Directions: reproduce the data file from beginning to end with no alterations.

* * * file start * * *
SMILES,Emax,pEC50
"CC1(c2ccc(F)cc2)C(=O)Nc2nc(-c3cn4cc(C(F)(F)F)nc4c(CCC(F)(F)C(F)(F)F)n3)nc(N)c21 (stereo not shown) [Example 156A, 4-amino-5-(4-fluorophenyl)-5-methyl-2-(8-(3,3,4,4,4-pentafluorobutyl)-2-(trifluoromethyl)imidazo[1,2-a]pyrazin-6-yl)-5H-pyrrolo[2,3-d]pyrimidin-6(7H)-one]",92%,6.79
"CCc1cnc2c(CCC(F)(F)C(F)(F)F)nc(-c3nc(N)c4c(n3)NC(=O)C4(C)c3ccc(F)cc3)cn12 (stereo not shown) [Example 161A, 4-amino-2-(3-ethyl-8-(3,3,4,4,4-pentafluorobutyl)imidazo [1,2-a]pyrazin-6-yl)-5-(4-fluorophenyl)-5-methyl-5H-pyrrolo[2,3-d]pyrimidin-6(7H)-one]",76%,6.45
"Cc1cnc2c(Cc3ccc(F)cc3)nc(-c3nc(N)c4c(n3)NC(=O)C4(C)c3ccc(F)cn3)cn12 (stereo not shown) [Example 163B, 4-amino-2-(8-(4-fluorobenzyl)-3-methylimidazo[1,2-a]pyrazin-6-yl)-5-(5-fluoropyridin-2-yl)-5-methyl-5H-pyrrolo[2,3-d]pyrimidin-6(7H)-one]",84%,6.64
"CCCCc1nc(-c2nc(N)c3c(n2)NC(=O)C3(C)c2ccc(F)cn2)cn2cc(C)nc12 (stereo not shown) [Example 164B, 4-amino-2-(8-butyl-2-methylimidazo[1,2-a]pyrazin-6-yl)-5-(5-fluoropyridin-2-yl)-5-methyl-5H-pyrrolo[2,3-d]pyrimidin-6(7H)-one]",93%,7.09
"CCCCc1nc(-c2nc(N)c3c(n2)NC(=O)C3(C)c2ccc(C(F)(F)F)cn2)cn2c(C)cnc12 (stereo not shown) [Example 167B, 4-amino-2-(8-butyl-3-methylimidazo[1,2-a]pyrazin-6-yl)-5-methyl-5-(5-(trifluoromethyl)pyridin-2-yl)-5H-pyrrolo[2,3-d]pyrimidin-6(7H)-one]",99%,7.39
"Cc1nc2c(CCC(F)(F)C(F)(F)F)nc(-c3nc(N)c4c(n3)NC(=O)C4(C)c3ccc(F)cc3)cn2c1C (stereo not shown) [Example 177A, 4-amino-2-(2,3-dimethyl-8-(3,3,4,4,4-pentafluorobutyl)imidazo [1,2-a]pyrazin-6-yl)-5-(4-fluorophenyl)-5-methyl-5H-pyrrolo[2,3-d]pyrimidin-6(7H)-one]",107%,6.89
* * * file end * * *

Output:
SMILES,Emax,pEC50
"CC1(c2ccc(F)cc2)C(=O)Nc2nc(-c3cn4cc(C(F)(F)F)nc4c(CCC(F)(F)C(F)(F)F)n3)nc(N)c21 (stereo not shown) [Example 156A, 4-amino-5-(4-fluorophenyl)-5-methyl-2-(8-(3,3,4,4,4-pentafluorobutyl)-2-(trifluoromethyl)imidazo[1,2-a]pyrazin-6-yl)-5H-pyrrolo[2,3-d]pyrimidin-6(7H)-one]",92%,6.79
"CCc1cnc2c(CCC(F)(F)C(F)(F)F)nc(-c3nc(N)c4c(n3)NC(=O)C4(C)c3ccc(F)cc3)cn12 (stereo not shown) [Example 161A, 4-amino-2-(3-ethyl-8-(3,3,4,4,4-pentafluorobutyl)imidazo [1,2-a]pyrazin-6-yl)-5-(4-fluorophenyl)-5-methyl-5H-pyrrolo[2,3-d]pyrimidin-6(7H)-one]",76%,6.45
"Cc1cnc2c(Cc3ccc(F)cc3)nc(-c3nc(N)c4c(n3)NC(=O)C4(C)c3ccc(F)cn3)cn12 (stereo not shown) [Example 163B, 4-amino-2-(8-(4-fluorobenzyl)-3-methylimidazo[1,2-a]pyrazin-6-yl)-5-(5-fluoropyridin-2-yl)-5-methyl-5H-pyrrolo[2,3-d]pyrimidin-6(7H)-one]",84%,6.64
"CCCCc1nc(-c2nc(N)c3c(n2)NC(=O)C3(C)c2ccc(F)cn2)cn2cc(C)nc12 (stereo not shown) [Example 164B, 4-amino-2-(8-butyl-2-methylimidazo[1,2-a]pyrazin-6-yl)-5-(5-fluoropyridin-2-yl)-5-methyl-5H-pyrrolo[2,3-d]pyrimidin-6(7H)-one]",93%,7.09
"CCCCc1nc(-c2nc(N)c3c(n2)NC(=O)C3(C)c2ccc(C(F)(F)F)cn2)cn2c(C)cnc12 (stereo not shown) [Example 167B, 4-amino-2-(8-butyl-3-methylimidazo[1,2-a]pyrazin-6-yl)-5-methyl-5-(5-(trifluoromethyl)pyridin-2-yl)-5H-pyrrolo[2,3-d]pyrimidin-6(7H)-one]",99%,7.39
"Cc1nc2c(CCC(F)(F)C(F)(F)F)nc(-c3nc(N)c4c(n3)NC(=O)C4(C)c3ccc(F)cc3)cn2c1C (stereo not shown) [Example 177A, 4-amino-2-(2,3-dimethyl-8-(3,3,4,4,4-pentafluorobutyl)imidazo [1,2-a]pyrazin-6-yl)-5-(4-fluorophenyl)-5-methyl-5H-pyrrolo[2,3-d]pyrimidin-6(7H)-one]",107%,6.89